23. Apps: Amazon’s Android App Store has ‘thousands of apps’ and probably more range than B&N’s App Store which has around 1,100 Apps. The latter is adding apps at a very steady pace and might reach 2,000 apps by end of 2011. Note: Amazon hasn’t yet broken out how many Kindle Fire compatible apps it has.
  24. App Prices: Both stores have good prices. Amazon focuses more on free apps which means you will get more free apps in the Amazon store. In the long term, it might hurt Amazon since the focus on treating apps as commodities and developers as commodities might scare off quality developers.
  25. Cloud Storage for Content bought from Amazon/B&N: Both offer Cloud Storage. Amazon is the world leader in Cloud Storage so its clouds are probably whiter and puffier and have a thicker silver lining. If Cloud Storage is something you care about, Amazon edges B&N.
  26. Display Strength: Amazon seems to have Gorilla Glass for the Kindle Fire. That’s a clear advantage over the Nook Tablet’s prettier but less sturdy display.
  27. Stuff from Outside and Format Support: Amazon will make it tough to get things from other stores. It will add Netflix and Hulu Plus. However, ePub books are not supported and less formats are supported. B&N has the edge here. B&N supports more formats of nearly every type (ebooks, movies, audio).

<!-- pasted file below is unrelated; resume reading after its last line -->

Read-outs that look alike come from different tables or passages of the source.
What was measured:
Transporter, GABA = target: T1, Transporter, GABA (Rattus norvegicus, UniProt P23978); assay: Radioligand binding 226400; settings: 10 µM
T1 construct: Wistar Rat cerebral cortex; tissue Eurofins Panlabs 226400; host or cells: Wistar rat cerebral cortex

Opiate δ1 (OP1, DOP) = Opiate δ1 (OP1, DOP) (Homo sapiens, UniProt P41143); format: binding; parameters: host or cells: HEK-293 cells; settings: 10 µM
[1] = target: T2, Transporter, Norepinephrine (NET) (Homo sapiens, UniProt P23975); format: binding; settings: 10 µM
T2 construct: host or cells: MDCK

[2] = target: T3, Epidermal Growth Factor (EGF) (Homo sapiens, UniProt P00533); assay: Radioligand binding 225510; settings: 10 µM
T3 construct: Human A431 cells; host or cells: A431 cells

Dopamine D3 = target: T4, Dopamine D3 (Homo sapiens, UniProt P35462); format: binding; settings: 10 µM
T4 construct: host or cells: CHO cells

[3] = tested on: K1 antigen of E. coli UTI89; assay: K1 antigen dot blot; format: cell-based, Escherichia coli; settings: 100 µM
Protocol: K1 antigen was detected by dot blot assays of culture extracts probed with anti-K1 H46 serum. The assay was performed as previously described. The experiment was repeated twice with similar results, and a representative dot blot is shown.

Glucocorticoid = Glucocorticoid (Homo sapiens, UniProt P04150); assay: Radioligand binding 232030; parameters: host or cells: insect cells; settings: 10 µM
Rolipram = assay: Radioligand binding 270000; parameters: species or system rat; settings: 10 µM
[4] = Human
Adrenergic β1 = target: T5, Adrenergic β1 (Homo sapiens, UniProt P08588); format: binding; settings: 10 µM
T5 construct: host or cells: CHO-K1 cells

28. Hackability: Nook Tablet will be easier to hack and the SD Card slot will make it easy to switch back and forth. You can use the SD Card to easily switch between B&N for ebooks and Android for lots of free games. Note: Hacking will be possible with Kindle Fire too. It just won’t be as convenient. If you’re not tech-savvy but are willing to experiment a bit – then Nook Tablet is a better choice. If you’re tech savvy – then both are the same.
  29. Office Support: Kindle Fire and Nook Tablet will both have apps that support Office documents. Nook Tablet does support more formats straight off the bat. Nook Tablet supports – Excel, Word, Powerpoint. Kindle Fire supports Word. You can get apps for either that support all Office Applications.
  30. Customer Service: Amazon wins here.
  31. Store Customer Service: B&N wins here. Amazon doesn’t have stores.

That was a longer list than ideal. Let’s look at it from another perspective.

Areas where Kindle Fire and Nook Tablet are near-identical

  1. Movies. If you’re willing to wait until Amazon gets Netflix and Hulu+, then there is little difference here.
  2. Free Movies. If you don’t care about getting Prime and getting the videos included in Prime streamed free to your Kindle Fire, then there’s little difference here.